Have you ever met cranky pRoy? Maybe you woke her up in the morning when she wasn’t ready to get up or maybe you kept her out late at night, depriving her of her good seven-eight hours of sleep. Yea, yea, don’t give me that BS of “sleep is the cousin of death” I don’t want to hear it. Sleep is the gateway to a healthy life and longevity. If you are depriving yourself of sleep, chances are you are taking seconds, minutes, hours… even years off your life.
It’s important. While you are sleeping, your body is healing and recuperating from a long day. Your brain doesn’t simply shut off and go “night night” with the dimming of your eyelids. During sleepy time, your brain is sending off important signals in your body to recover. Muscle is being made and repaired. Your immune system is building up and getting ready to ward off the next virus that tries to attack you. In essence, your body is getting to go through another 16 hour day without succumbing to instant detonation (or your collapsing because you’re too tired to go on).
8 hours. Sounds like a lot of time, eh? Well, out of 24 hours in a day, one-third of them should be devoted to sleepy time. Skimping out by even one hour can cause you to have slow reflexes, feel sluggish throughout the day, need a nap after a heavy meal, or have a hard time getting up in the morning. How do I know I have had enough sleep? I wake up on my own; no alarm clock necessary. Once your body is used to getting enough sleep, you will naturally awaken at the same time everyday. Don’t believe me? Try it. I dare you.
Beware: You can over sleep. I know for me, laying around in the bed on an off-day trying to sleep my life away leaves me with a little less than half of a day to get things done and a queezy tummy. I actually feel more tired lounging and catching up on sleep than I do if I just get up and go as I normally would. Your body could feel this way because…
It’s not about the quantity of sleep, but rather the quality. Have you ever napped all day just to be just as tired later on that night? Or maybe you haven’t gotten enough sleep in days, but that one night that you just sleep, and I mean that DEEP sleep and it’s uninterrupted, you feel AMAZING. That’s because your body was able to go through the full six stages of sleep:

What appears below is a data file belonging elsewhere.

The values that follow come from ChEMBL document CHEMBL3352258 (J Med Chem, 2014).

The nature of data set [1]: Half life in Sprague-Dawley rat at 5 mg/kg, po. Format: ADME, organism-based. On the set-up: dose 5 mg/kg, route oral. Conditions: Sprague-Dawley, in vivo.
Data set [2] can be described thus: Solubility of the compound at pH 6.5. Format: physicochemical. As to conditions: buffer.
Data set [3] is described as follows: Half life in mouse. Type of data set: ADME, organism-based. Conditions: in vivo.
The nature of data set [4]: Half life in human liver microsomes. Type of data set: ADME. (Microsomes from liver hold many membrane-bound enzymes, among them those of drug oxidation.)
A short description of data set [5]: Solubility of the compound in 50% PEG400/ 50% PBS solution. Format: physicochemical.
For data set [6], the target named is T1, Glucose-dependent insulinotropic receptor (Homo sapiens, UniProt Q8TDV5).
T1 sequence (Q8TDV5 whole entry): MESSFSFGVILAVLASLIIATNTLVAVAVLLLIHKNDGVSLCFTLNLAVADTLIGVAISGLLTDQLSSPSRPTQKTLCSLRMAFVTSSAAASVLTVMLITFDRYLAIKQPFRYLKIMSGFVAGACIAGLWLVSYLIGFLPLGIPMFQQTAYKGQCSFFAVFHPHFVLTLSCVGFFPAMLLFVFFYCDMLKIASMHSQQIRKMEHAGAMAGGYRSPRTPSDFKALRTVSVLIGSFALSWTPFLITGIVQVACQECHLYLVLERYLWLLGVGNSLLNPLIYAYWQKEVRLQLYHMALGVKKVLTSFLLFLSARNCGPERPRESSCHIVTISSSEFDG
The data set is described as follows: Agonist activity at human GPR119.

- Awake. It’s normal to be awake for short periods during the night. Expect three to 10 brief arousals, though you probably won’t remember each one. It’s likely part of your body’s defense mechanisms to keep you aware of what’s going on around you.
- Stage one. During stage one, you sleep lightly and drift in and out of sleep. During this stage you’re easily wakened. Your muscles begin to slow down and your eyes move very slowly.
- Stage two. In stage two, your muscles relax. Your brain waves slow down, though occasionally you have bursts of brain activity. You spend about half of your sleep in this stage.
- Stages three and four. Deep sleep sets in. Your brain waves become large and slow. Your breathing becomes rhythmic, and your muscles remain relaxed. At this point your body begins releasing reparative hormones. Stages one through four are referred to as non-rapid eye movement (NREM).
- Rapid eye movement (REM). During REM sleep your muscles stop moving completely. Your breathing and heart rate become rapid and irregular, your blood pressure is more variable, and your eyes move rapidly in bursts of activity. Your brain waves show a pattern similar to wakefulness. Scientists believe this indicates that your brain is using this time to sort and organize your memories. Dreaming takes place during this stage. If you’re awakened during REM sleep, you may recall vivid dreams. (source)
Naps scratch the surface, so you have to give yourself some time to fall asleep. Sleep to keep your mental development up to par and to give your body time to heal. The only cousin to death in this case is you walking around like a ZOMBIE! (-__-) ZzZzZz
Health – MSN